A Monday morning MRI has revealed that Warriors star point guard as a Grade 1 MCL sprain according to NBA.com. A lot of you are wondering what does a grade 1 MCL sprain mean? I did the research for you.

  • Mild or grade 1 injuries usually get better in 1 to 3 weeks and may only need home treatment along with using crutches for a short time.
  • Moderate or grade 2 injuries usually get better in about a month. You may need to wear a hinged knee brace and limit how much weight you put on your leg.
  • Severe or grade 3 injuries may require wearing a hinged brace for a few months, and limiting weight on the leg for 4 to 6 weeks.

According to Web MD, Steph Curry is going to be just fine. Best case scenario, Warriors fans will get the star point guard back by game three At worst, he misses this round. This all depends on how long Damian Lillard and the Trail Blazers can extend their series with the Clippers. However, some thing he might actually miss the second,

The medial collateral ligament (MCL) is on the inside of the knee and provides lateral stability, resisting forces that generally come from the outside of the knee. If you picture a football player being hit on the outside of the knee, bending it in, you get the force that normally sprains this important ligament.

There are secondary stabilizers here, mostly muscular. This is also affected greatly by the athlete’s proprioceptive abilities. The body will naturally adjust for any injury. People limp as a compensation, but you can also watch for other accommodations that are often unconscious. For knee injuries, there is often a significant change in gait, which could affect Curry given his history of ankle problems.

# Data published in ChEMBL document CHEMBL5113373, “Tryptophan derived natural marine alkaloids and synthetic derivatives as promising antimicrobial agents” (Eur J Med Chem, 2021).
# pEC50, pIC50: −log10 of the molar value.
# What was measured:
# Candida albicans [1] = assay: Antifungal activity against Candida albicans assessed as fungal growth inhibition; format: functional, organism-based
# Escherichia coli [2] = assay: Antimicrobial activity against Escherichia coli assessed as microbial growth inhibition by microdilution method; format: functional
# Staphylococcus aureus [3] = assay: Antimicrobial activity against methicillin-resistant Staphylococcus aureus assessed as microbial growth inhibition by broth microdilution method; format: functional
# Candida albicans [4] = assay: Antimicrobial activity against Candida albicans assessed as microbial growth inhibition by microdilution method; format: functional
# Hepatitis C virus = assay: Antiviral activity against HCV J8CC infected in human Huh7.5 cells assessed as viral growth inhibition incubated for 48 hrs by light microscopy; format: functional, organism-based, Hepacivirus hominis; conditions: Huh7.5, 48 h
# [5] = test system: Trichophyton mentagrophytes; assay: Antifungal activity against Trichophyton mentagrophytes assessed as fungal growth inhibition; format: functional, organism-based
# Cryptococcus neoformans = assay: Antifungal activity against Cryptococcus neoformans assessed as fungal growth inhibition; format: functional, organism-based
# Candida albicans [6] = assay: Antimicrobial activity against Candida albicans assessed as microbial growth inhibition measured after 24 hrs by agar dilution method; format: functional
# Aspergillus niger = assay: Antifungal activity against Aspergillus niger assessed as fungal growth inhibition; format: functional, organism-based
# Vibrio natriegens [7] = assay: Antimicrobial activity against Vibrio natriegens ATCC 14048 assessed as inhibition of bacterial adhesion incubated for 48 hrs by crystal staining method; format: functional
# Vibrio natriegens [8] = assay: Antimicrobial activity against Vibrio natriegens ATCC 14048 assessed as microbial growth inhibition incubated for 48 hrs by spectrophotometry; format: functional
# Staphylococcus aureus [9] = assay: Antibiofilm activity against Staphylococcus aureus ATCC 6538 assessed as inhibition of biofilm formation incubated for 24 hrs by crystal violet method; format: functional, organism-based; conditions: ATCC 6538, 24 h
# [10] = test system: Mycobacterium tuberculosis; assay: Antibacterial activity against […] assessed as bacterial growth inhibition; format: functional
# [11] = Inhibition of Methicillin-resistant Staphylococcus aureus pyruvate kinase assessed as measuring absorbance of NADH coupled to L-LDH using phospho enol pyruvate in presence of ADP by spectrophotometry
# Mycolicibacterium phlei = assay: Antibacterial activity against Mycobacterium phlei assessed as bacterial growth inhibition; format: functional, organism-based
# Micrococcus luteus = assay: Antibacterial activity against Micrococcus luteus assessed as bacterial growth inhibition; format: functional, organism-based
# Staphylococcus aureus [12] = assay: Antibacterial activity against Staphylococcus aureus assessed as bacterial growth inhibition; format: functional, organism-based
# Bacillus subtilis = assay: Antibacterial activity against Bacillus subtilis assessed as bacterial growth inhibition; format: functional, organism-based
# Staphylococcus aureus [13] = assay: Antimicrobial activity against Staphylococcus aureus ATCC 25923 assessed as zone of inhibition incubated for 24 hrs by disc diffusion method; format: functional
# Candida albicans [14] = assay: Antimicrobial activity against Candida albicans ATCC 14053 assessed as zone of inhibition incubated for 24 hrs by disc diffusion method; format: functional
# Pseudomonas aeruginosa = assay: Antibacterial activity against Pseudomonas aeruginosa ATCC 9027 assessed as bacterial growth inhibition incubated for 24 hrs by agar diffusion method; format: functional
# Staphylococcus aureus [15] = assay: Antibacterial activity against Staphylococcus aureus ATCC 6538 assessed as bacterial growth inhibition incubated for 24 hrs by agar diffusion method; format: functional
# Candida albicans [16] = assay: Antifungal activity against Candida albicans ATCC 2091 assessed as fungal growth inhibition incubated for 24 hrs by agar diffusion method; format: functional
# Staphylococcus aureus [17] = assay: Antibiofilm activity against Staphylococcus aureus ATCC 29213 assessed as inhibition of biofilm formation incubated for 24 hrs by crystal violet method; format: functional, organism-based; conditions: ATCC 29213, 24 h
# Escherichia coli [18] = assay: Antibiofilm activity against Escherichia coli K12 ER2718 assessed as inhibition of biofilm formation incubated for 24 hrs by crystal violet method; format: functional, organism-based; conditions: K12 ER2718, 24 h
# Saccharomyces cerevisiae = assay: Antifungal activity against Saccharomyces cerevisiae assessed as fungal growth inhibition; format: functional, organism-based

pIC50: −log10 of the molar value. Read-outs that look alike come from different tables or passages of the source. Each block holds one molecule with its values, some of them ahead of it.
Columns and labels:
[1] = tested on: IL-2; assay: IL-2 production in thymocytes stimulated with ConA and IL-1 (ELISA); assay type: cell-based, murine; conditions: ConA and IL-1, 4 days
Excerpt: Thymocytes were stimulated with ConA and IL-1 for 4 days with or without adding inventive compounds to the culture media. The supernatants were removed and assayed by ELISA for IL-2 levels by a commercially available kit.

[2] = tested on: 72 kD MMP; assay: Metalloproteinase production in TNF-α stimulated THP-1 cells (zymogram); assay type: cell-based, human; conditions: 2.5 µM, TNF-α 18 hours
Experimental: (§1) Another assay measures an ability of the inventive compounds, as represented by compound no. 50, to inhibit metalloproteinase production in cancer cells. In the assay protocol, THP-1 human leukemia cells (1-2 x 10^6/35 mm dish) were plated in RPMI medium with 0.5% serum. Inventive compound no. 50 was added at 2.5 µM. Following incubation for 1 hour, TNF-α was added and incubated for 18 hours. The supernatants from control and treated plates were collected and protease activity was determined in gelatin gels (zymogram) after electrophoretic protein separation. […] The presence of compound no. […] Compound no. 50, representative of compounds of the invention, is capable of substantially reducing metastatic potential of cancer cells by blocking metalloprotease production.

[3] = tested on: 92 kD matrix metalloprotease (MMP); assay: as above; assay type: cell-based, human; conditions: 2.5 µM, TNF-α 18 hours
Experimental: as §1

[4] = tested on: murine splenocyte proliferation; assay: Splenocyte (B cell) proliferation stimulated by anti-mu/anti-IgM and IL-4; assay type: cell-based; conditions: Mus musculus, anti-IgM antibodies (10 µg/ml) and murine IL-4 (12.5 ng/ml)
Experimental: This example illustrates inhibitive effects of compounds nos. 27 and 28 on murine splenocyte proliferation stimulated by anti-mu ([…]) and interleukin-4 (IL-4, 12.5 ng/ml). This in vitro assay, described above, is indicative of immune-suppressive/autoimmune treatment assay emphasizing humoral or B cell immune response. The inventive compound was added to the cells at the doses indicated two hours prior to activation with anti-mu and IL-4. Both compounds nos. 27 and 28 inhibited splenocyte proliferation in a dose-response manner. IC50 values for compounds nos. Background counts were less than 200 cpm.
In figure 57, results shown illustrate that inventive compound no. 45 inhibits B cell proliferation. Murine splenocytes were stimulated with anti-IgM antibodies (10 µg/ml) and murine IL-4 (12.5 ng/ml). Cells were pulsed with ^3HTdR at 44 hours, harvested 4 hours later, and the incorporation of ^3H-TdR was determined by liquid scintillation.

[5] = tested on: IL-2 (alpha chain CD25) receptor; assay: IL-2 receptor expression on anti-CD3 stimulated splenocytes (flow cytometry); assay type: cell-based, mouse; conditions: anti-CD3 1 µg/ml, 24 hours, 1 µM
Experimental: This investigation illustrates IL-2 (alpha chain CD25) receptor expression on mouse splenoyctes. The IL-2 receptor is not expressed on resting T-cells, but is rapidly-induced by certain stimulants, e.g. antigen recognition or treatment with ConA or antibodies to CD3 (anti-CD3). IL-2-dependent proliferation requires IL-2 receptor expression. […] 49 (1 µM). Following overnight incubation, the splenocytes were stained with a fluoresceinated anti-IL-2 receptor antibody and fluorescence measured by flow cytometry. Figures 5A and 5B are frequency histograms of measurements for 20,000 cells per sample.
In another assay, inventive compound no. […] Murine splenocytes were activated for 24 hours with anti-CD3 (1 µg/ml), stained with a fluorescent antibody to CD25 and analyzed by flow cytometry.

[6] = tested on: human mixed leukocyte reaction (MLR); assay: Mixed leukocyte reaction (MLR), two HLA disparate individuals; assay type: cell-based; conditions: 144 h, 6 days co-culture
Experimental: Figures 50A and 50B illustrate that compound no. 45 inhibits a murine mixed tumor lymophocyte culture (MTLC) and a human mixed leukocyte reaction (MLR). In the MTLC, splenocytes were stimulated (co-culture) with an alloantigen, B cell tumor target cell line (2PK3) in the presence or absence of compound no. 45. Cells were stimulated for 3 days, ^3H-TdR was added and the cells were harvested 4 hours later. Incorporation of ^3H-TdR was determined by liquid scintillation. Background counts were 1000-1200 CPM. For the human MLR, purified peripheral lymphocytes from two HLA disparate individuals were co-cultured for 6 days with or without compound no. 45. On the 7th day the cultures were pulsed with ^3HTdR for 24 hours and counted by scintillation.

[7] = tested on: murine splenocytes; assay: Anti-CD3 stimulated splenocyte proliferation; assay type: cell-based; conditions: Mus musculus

A Grade I sprain indicates only minor tearing of the ligament. While any sprain is by definition some tearing of the fibers of a ligament, there is no loss of integrity and surgery is not a concern. The question now is stability and whether there’s any associated damage. Given the short timeframe, it is unlikely there is significant damage.

One major question is whether there was any meniscus involvement. Grade I sprains usually don’t have much. With any lateral motion, to either side of the knee, past the normal range of motion (which is small) can pinch and tear the meniscus. Usually the mechanism is that the knee leans to the side, pinching the meniscus, then the knee rotates slightly, tearing it. Meniscal involvement could mean an extension of the rehab time and even surgery, though it can often be held off for a period of time.

More aggressive therapies have recently been used, including PRP (platelet rich plasma) and stem cell injections, but surgery is seldom done except in cases of rupture. Even then, the stability of the knee is the deciding factor. When Adrian Peterson tore his MCL secondary to an ACL rupture, the MCL was not repaired.

Another factor will be whether Curry can play wearing a brace. If there’s no meniscal damage, Curry would not likely cause further damage by playing with the sprain. The brace would, in effect, take the stabilizing role of the damaged MCL. The downside is, of course, that braces are bulky and take some getting used to. Even if the knee is stable while braced, that’s no guarantee that Curry can play and play well.

It could have been worse for Curry and the Warriors, though any absence is going to be felt. There should be no long term consequences from this injury, though everything about the playoffs is short term. Expect Curry to be back, perhaps braced, sometime late in the next round.

I”ll be on the look out for any updates on the status of Steph Curry.